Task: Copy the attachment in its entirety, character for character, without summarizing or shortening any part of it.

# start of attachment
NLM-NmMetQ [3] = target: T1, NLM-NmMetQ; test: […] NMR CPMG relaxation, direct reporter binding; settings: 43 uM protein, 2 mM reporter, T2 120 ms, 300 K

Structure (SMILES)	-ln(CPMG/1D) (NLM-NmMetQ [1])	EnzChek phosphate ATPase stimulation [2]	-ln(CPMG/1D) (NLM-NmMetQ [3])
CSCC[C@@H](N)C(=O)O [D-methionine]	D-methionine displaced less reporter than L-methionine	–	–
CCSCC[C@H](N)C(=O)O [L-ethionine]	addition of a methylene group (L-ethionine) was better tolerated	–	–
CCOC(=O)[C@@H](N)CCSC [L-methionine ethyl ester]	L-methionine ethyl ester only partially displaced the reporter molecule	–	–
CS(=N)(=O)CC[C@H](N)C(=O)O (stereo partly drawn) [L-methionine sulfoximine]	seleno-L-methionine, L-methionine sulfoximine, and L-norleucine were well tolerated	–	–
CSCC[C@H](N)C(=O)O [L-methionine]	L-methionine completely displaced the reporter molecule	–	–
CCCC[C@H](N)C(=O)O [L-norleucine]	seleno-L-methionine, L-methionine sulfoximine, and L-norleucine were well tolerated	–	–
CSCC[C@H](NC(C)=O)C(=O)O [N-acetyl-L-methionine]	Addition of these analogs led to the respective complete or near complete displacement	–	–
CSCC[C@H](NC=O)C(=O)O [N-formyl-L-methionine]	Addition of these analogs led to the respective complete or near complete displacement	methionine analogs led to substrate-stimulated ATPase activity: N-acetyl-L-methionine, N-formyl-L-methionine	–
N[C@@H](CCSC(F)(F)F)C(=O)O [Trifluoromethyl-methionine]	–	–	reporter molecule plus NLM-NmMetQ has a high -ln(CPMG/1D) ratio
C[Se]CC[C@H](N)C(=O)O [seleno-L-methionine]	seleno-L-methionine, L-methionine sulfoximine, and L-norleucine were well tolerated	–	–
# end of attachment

NLM-NmMetQ [3] = target: T1, NLM-NmMetQ; test: […] NMR CPMG relaxation, direct reporter binding; settings: 43 uM protein, 2 mM reporter, T2 120 ms, 300 K

Structure (SMILES)	-ln(CPMG/1D) (NLM-NmMetQ [1])	EnzChek phosphate ATPase stimulation [2]	-ln(CPMG/1D) (NLM-NmMetQ [3])
CSCC[C@@H](N)C(=O)O [D-methionine]	D-methionine displaced less reporter than L-methionine	–	–
CCSCC[C@H](N)C(=O)O [L-ethionine]	addition of a methylene group (L-ethionine) was better tolerated	–	–
CCOC(=O)[C@@H](N)CCSC [L-methionine ethyl ester]	L-methionine ethyl ester only partially displaced the reporter molecule	–	–
CS(=N)(=O)CC[C@H](N)C(=O)O (stereo partly drawn) [L-methionine sulfoximine]	seleno-L-methionine, L-methionine sulfoximine, and L-norleucine were well tolerated	–	–
CSCC[C@H](N)C(=O)O [L-methionine]	L-methionine completely displaced the reporter molecule	–	–
CCCC[C@H](N)C(=O)O [L-norleucine]	seleno-L-methionine, L-methionine sulfoximine, and L-norleucine were well tolerated	–	–
CSCC[C@H](NC(C)=O)C(=O)O [N-acetyl-L-methionine]	Addition of these analogs led to the respective complete or near complete displacement	–	–
CSCC[C@H](NC=O)C(=O)O [N-formyl-L-methionine]	Addition of these analogs led to the respective complete or near complete displacement	methionine analogs led to substrate-stimulated ATPase activity: N-acetyl-L-methionine, N-formyl-L-methionine	–
N[C@@H](CCSC(F)(F)F)C(=O)O [Trifluoromethyl-methionine]	–	–	reporter molecule plus NLM-NmMetQ has a high -ln(CPMG/1D) ratio
C[Se]CC[C@H](N)C(=O)O [seleno-L-methionine]	seleno-L-methionine, L-methionine sulfoximine, and L-norleucine were well tolerated	–	–